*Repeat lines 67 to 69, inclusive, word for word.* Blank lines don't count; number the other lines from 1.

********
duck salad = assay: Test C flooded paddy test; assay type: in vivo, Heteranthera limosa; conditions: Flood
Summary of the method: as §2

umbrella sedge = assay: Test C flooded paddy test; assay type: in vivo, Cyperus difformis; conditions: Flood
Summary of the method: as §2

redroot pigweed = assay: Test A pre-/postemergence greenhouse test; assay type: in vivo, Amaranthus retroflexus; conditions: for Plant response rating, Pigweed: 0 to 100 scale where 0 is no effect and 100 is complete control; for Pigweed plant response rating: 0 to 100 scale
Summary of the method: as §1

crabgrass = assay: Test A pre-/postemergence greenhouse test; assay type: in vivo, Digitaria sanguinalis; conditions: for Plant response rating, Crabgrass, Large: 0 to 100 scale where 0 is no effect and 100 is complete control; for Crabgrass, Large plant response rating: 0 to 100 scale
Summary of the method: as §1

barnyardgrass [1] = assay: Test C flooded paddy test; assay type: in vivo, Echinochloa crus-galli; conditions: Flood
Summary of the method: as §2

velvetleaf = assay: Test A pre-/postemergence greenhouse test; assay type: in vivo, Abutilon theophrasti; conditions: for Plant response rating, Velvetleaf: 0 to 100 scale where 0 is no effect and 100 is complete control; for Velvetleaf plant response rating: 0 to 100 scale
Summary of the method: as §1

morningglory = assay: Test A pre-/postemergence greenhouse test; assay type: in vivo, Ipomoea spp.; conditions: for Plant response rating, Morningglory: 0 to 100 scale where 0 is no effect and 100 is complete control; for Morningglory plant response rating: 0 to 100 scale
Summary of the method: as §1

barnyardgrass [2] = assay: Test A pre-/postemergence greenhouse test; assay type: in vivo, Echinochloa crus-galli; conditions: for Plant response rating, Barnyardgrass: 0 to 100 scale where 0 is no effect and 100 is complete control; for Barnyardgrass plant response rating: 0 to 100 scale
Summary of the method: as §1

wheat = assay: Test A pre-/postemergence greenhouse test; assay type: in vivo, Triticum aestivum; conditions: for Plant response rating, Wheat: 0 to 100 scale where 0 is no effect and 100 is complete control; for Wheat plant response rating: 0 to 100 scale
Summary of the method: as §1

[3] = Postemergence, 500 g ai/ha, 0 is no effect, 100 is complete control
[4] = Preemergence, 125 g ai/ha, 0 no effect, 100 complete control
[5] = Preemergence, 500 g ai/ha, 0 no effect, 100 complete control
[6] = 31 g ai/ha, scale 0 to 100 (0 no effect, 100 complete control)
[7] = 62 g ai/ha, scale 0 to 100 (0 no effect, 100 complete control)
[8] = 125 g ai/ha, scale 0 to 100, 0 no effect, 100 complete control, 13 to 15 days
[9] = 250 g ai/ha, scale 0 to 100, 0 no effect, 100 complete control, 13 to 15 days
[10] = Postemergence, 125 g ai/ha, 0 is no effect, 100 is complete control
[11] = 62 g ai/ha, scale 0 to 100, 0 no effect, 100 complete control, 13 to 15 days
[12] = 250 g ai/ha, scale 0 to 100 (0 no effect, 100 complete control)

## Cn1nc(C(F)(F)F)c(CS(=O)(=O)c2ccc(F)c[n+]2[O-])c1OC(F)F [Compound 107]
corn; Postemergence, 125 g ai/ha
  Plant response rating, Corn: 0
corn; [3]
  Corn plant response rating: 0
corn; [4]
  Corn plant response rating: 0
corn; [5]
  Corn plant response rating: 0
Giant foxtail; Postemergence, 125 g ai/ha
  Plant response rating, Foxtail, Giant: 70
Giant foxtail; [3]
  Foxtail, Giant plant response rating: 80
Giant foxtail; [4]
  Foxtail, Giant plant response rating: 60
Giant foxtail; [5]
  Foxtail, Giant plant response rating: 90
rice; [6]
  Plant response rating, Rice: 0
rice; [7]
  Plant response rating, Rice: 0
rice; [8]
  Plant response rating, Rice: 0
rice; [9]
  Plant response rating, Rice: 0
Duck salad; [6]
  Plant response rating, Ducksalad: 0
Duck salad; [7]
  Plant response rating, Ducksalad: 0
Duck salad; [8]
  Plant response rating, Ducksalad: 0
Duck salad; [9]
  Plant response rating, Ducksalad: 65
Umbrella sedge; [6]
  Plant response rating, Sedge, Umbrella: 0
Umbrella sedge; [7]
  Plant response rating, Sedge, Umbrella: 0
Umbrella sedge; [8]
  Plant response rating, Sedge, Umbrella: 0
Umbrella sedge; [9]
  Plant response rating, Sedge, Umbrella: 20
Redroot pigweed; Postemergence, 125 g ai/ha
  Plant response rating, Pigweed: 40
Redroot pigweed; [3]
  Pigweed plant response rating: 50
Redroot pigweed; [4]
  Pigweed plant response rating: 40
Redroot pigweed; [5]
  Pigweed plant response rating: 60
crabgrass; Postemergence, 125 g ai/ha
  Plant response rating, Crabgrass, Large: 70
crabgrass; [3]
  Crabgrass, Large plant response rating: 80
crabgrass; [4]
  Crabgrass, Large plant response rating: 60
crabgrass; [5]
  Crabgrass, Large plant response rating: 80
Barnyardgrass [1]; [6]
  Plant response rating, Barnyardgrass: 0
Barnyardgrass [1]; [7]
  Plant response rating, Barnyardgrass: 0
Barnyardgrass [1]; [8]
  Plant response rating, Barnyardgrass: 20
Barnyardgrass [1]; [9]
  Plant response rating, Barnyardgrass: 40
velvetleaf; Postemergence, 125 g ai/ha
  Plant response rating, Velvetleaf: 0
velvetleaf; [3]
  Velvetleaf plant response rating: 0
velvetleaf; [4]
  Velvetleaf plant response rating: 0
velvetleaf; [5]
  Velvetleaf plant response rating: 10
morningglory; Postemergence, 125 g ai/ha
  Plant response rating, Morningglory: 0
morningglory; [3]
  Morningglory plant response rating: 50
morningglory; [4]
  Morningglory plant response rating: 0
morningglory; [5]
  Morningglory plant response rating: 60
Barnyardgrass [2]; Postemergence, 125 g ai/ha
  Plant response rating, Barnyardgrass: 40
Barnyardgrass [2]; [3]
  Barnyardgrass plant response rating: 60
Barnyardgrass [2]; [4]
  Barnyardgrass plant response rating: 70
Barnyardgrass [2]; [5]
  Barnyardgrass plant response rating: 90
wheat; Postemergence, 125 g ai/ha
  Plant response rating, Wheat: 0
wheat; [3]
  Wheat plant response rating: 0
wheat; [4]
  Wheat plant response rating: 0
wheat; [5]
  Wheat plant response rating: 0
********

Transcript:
  Plant response rating, Sedge, Umbrella: 0
Umbrella sedge; [9]
  Plant response rating, Sedge, Umbrella: 20